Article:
3. Outline (or if you are a SOTP writer like me, start writing...)
  4. For those who outlined... start writing. For those pantsters... keep writing.
  5. Finish your perfect first draft!! (Pansters will get to this point sooner...)
  6. Call your mother (or whoever your cheerleader is) and let them tell you how wonderful your book is and how it will probably be the next bestseller and promise to buy them a car out of your seven-figure advance.
  7. Read your first draft and realize what a pile of crap it is. (Panster's drafts will be much more crappy though...)
  8. Cry.
  9. Get over yourself and sit down to edit.
  10. Finish editing and pat yourself on the back.
  11. Repeat steps 6 - 10 until you really hate your novel because you've read it so much.
  12. Let a paid-editor/crit partner/crit group read your book and splatter it with red ink.
  13. Repeat steps 8 - 10.
  14. Go eat some chocolate.
  15. Submit some agent queries.
  16. Get rejected a billion times, edit some more, repeat steps 1 - 15 on more books
  17. Finally snatch an agent.
  18. Lose all your fingernails because you bite them while waiting for answers from publishers.
  19. Resort to biting your toenails when an editor takes your manuscript to pub committee.
  20. Throw a big party because, WOOHOO, you've got a contract, baby! 
(Please note, the time frame for this process varies depending on the author/agent/publisher/book)

Wednesday, August 21, 2013

Why Readers Crave Certain Books

Have you ever had a craving for the weirdest food? (maple sugar on snow with pickle-served in Vermont).  Perhaps something you've never  combined with another food item before? Maybe pizza with nutella? Or maybe you just had to try orange/pineapple juice mixed with Worcestershire sauce (the base for barbecue sauce- wow, who figured this out?)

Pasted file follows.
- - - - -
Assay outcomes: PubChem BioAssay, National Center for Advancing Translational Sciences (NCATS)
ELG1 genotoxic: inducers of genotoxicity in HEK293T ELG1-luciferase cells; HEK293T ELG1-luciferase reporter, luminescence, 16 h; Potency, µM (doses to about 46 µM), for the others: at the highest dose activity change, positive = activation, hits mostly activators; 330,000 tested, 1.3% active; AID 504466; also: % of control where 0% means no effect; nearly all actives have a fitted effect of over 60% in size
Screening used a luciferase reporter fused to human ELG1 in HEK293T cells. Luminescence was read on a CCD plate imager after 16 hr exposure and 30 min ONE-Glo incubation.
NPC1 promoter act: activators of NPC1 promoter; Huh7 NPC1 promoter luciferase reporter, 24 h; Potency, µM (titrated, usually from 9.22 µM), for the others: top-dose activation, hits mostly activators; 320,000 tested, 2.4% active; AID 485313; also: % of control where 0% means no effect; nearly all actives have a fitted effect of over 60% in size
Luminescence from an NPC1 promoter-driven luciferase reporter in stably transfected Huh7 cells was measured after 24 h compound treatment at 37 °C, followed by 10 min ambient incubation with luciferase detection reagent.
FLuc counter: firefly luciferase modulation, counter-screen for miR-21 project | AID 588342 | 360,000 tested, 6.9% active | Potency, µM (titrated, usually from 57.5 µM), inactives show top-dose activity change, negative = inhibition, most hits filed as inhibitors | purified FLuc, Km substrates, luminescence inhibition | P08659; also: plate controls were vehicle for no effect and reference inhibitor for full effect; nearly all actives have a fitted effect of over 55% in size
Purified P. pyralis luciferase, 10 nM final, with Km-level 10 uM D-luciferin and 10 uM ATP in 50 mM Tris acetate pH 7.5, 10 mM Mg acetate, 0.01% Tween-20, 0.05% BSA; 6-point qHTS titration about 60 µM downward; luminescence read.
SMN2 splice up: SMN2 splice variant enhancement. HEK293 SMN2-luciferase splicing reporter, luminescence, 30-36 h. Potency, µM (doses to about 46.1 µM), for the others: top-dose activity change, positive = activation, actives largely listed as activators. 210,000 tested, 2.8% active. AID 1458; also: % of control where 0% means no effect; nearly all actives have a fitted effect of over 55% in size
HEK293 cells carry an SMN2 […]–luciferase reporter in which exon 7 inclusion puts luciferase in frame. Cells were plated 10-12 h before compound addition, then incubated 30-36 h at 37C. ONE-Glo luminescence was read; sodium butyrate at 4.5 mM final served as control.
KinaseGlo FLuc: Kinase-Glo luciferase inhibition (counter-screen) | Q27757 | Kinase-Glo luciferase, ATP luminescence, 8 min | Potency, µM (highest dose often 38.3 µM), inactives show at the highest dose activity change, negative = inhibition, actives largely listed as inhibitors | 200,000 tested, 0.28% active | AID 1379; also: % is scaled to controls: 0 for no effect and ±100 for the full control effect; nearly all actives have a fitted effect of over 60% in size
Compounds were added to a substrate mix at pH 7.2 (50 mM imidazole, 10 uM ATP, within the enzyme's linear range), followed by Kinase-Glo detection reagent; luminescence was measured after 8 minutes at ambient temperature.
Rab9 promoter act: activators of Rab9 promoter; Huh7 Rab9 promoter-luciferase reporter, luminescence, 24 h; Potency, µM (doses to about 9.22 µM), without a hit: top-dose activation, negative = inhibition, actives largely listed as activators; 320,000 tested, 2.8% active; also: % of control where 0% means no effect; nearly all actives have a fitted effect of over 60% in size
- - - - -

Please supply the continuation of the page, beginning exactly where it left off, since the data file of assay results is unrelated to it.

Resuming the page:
Sometimes we crave salt, cucumbers, spinach, etc. Each craving is based on something our body needs at the moment. (Sorry, reader, sweets really don't fall in this category).

Our emotions have cravings, too. Have you craved:

a hug
to be left alone
to be with people
to move forward with a project
to step back from a situation
to rest
to exercise
to learn
to veg
to pray
to share a prayer request

Sometimes the hug can't be delivered because the giver is not there. But, God often will provide a temporary substitute, such as a scene in a movie or a book, a stuffed animal, a pet, etc.

Our books can also provide an avenue to help someone who has a need, even a need for good entertainment.  Perhaps their issue has them convinced they cannot seek help from a friend, parent, or pastor, but they are willing to spend a few hours or more diving into the lives of well portrayed characters struggling with the same situation.

Each reader is an individual with a distinct personality. They have different backgrounds, ethnicities, religious beliefs, age, gender, and etc. It would be impossible to meet all of their needs. For this reason, many are called to be quality Christian Fiction writers, to spill their heart's passion, the concern driving their thoughts, into a meaningful story pattern on the page.

Francine Rivers said she wrote one of her books after asking Jesus to be her Savior. The impact of the salvation experience was so great, her heart was stirred to share her passion with others in story form. What followed became a best selling book.

God kindles passion in our hearts as well. What are you passionate about? What good should be made better or herald? What woe should be soothed? What wrong should be made right? This should be written into your manuscript.

In actuality, there is only one book that will truly satisfy a craving heart and that is the Bible. Unfortunately, there are times readers are not willing or are not ready to seek God's tender loving help. This happens to Christian readers, too. The purpose of our books and manuscripts is to reflect the light of God's Word, directing our audience to God's Holy book.

Think about your WIP. What need does it address and how does it direct a reader to God's word?

Let's dialogue about this. There are many aspects to learn about writing, but if we perfect them all but leave out God, what good is it? Your thoughts could help someone else. We'd love to hear your ideas.

photo courtesy of

This blog post is by Mary Vee

Mary has moved to Michigan with her husband, closer to her three college kids. She misses the mountains of Montana, but loves seeing family more often. She writes contemporary and romance Christian fiction and loves to pen missionary and Bible adventure stories on her ministry blog, God Loves Kids.